One woman is on a mission to fill your Instagram feed with photos of women proudly showing off their cellulite.
Kenzie Brenna started sharing photos of her own about a month ago with #CelluliteSaturday. She says it helps her to feel better about herself as she recovers from body dysmorphic disorder.
“I use social media as therapy,” Brenna, 26, tells PEOPLE, “I find things I’m insecure or vulnerable about and I post a picture and write about my thoughts. Cellulite naturally came up because I feel ashamed about mine. But why? Women are genetically predispositioned to it. Why am I being ashamed of something 90 percent of us have?”
GOOD MORNINGGGG ✨☀️🌎 So, today is #cellulitesaturday 💆💜 Let's talk stats ok? These are pretty wild to me. 42% of girls in grade 1-3 want to be thinner 💔 78 fucking % of 17 year old girls are unhappy with their bodies 💔 "Teenage girls are more afraid of gaining weight then getting cancer, losing their parents or nuclear war." 😖😖😖 In 2013 the American Medical Association created a policy that really didn't go anywhere, stating that the effects of digitally altering images to impressionable youth were so harmful they cause HEALTH PROBLEMS. I'm not fucking making this shit up people. And did it do anything? Nope. That's why offering up my #realbody, unedited, unfiltered for you to look at, for trolls to rip apart, is important because we have LITERALLY FORGOTTEN WHAT REAL BODIES LOOK LIKE. To quote WIKIPEDIA "cellulite occurs in 80-90% of women, the prevailing medical condition is that it's 'merely the normal condition of many women.'" 👏NORMAL. It's fucking NORMAL.👏 With stats above it drives me so hard so that way my future daughters and sons grow up with more real images of bodies around them than I did. To pray their mental and physical health isn't as affected as mine was. #fuckyeahhhhh #thisbody #celluliteisokay #bodyconfidence #nobodyshame #recovery #bodyimage #bodyimageissues #cellulite
Outtake turned favorite shot for #cellulitesaturday hosted by my girl @omgkenzieee . She shared some seriously eye opening statistics this morning about the epidemic that is body image distortion plaguing our young people. I find so much value and passion in my work with young teen girls, teaching them the foundations of self love so that they don't wait until they're 30+ to start discovering how amazing they are with my nonprofit @girlphoria . We can make a difference by creating an open environment to talk about the expectations and the realities. I don't put bathing suits on and flaunt my body for attention or validation. I do it for the young girls and women trying to find someone that looks like them in a sea of photo shopped bodies. In short- body diversity. Representation of all the different ways you can look with emphasis that there is no right or wrong way🤔. This is why you'll find me sharing the parts of me that make me uncomfortable. So that I can provide peace for just one girl that she is worthy, cellulite and all. As always babes, just do you! Xoxo Allie
It's really cool to be in a place where the things that society tells you are "flaws" don't bother you and you actually love them because they tell your story 💜 I never imagined that one day I would be taking pictures of my cellulite and rolls to post for thousands of people on the internet 😅 But @omgkenzieee posted #cellulitesaturday last week and I thought it was awesome and wanted to join ✨👑💋 You do not have flaws. You have a body. And it's beautiful.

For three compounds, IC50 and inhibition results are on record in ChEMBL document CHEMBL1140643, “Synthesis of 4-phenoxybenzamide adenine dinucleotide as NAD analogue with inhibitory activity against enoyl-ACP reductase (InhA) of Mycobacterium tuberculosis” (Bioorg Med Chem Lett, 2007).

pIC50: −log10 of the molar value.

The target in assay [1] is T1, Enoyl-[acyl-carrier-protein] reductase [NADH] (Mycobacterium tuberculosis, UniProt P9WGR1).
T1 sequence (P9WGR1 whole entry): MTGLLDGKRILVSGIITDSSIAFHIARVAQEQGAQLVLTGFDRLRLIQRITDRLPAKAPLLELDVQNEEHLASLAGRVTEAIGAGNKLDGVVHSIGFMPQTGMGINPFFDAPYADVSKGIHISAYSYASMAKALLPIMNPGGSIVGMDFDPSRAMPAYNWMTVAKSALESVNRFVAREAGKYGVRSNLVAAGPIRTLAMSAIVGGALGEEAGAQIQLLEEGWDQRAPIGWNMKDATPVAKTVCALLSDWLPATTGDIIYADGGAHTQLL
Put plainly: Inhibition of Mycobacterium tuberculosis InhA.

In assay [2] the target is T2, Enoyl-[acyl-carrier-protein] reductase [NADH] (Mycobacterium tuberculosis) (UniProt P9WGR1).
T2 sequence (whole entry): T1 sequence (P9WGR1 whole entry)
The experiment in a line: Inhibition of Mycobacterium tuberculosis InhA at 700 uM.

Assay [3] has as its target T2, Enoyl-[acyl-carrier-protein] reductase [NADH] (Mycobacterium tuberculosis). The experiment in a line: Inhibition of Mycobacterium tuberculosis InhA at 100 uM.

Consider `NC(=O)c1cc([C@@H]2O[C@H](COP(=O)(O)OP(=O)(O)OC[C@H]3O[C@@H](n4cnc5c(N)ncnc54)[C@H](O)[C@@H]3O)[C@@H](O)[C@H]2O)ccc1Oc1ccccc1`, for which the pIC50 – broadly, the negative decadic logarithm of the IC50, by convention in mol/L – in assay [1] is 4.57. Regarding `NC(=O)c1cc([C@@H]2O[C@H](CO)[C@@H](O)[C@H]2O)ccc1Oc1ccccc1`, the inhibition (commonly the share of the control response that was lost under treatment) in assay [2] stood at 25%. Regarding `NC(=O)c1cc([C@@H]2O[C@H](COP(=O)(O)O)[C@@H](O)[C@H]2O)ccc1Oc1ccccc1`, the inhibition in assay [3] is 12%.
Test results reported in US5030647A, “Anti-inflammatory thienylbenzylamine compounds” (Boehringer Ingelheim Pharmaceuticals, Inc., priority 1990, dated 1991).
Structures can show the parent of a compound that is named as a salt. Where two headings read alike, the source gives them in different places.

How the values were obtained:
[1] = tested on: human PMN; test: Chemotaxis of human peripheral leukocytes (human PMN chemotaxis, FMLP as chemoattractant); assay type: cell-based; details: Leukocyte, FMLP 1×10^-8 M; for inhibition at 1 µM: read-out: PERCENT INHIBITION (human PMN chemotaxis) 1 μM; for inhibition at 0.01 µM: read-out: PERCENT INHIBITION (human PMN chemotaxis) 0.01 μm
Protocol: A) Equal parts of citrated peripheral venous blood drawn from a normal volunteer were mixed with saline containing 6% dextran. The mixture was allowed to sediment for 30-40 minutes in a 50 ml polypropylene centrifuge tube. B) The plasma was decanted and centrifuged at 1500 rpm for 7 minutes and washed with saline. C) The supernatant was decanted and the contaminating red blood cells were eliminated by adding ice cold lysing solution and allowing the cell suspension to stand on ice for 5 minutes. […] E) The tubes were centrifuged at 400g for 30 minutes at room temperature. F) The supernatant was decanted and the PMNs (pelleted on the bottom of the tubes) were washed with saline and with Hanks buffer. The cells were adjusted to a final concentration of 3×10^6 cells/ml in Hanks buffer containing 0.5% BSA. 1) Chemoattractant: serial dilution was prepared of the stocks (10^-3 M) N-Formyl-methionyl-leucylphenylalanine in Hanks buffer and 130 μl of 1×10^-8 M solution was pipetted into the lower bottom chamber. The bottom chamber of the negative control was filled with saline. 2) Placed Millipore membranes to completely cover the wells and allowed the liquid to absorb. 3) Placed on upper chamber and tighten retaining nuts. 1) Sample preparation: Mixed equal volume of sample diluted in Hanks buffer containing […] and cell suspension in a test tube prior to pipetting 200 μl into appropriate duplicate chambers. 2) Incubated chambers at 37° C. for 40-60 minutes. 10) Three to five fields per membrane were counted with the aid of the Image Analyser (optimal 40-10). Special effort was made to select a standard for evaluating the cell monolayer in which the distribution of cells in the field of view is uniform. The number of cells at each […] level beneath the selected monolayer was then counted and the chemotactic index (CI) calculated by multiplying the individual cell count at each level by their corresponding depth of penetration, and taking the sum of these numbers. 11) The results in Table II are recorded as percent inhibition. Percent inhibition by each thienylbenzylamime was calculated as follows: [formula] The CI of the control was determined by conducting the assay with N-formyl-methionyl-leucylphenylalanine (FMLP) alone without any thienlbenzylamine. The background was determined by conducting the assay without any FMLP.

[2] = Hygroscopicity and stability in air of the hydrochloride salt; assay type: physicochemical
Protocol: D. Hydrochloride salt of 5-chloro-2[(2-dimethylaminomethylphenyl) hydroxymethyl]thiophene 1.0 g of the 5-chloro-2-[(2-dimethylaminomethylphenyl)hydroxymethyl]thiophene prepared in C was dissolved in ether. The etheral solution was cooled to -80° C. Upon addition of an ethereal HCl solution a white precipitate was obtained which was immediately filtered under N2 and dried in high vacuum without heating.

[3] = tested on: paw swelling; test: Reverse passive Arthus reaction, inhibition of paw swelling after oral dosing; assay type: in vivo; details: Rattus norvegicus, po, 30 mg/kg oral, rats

“It means the world to me! It means women are embracing apart of themselves that has been ridiculed forever!” the Toronto-based actress says of the response. “It’s difficult to do, so I never underestimate the strength of my girls who act with such bravery. That makes the message so much more meaningful, because it becomes way bigger than me. It becomes about affecting the world around you.”
And their support has helped Brenna, now three years into her recovery, “explore [her] vulnerability.”
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“I have hated the way I looked ever since I could remember,” she says. “But it got really bad in the year 2012. I ended up covering my mirror with a blanket, I couldn’t watch myself change in change rooms, I wouldn’t look at myself in the bathroom. When I did I would spend a massive amount of time going over imperfections, I would cry before work because I believed people would see me and only see my imperfections, then judge me on it.”
Hi, I'm Kenzie! It's #WorldMentalHealthDay 🤗 The girl on the left wishes she met the girl on the right ten years ago. The girl on the left was hiding her left arm so people didn't become uncomfortable realizing her self harm, she couldn't eat in front of people and she didn't want anyone to love her, she was also in therapy in a alternative high school for people with learning disabilities. She has an awesome sense of humour, loves pizza and her dogs. The girl on the right who is still trying to get her footing still loves pizza, has a wicked sense of humour and loves her dogs. Something's never change. The things that have: got a better therapist, used social media as a tool to heal, can eat in front of others without feeling triggered AND increased her reading level 😊📖 🌸🌸🌸🌸🌸🌸🌸 Be so so kind to others, invisible and visible battles happen daily and we just really don't know what each one of us is really going through. #staykindandloving #stayaware
Brenna says she’s been “slowly recovering” since 2013, and works on spreading a message of body positivity on social media.
“Loving yourself is the scariest, most incredible revolution one can go through,” she says. “The rewards are eternal and your struggle becomes the voice for others who can’t yet articulate what they are going through. Having the courage to love yourself in a world that constantly is telling you to change — that’s the riot I will be apart of.”